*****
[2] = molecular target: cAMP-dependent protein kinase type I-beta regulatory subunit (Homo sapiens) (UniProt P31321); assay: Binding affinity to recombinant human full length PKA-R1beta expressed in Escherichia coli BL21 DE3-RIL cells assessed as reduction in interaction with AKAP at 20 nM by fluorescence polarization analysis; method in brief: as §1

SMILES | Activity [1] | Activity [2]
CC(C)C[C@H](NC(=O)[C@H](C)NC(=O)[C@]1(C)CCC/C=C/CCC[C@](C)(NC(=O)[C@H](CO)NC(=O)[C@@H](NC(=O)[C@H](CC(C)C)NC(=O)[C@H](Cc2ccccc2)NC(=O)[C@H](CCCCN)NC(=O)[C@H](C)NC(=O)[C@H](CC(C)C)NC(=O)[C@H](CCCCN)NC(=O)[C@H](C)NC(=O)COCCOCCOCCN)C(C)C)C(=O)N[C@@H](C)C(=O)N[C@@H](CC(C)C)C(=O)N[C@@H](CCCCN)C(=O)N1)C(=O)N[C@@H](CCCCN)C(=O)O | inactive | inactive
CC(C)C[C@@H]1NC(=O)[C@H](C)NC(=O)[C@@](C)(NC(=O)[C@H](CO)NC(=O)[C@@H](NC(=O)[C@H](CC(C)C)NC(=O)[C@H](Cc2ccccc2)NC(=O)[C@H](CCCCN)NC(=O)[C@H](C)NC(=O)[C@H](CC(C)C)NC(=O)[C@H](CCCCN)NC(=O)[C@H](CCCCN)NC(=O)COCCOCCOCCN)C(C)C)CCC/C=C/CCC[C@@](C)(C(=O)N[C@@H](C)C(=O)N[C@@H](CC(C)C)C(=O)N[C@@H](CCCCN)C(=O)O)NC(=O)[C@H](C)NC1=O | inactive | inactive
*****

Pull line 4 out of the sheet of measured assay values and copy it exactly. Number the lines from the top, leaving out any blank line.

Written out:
CC(C)C[C@@H]1NC(=O)[C@H](C)NC(=O)[C@@](C)(NC(=O)[C@H](CO)NC(=O)[C@@H](NC(=O)[C@H](CC(C)C)NC(=O)[C@H](Cc2ccccc2)NC(=O)[C@H](CCCCN)NC(=O)[C@H](C)NC(=O)[C@H](CC(C)C)NC(=O)[C@H](CCCCN)NC(=O)[C@H](CCCCN)NC(=O)COCCOCCOCCN)C(C)C)CCC/C=C/CCC[C@@](C)(C(=O)N[C@@H](C)C(=O)N[C@@H](CC(C)C)C(=O)N[C@@H](CCCCN)C(=O)O)NC(=O)[C@H](C)NC1=O | inactive | inactive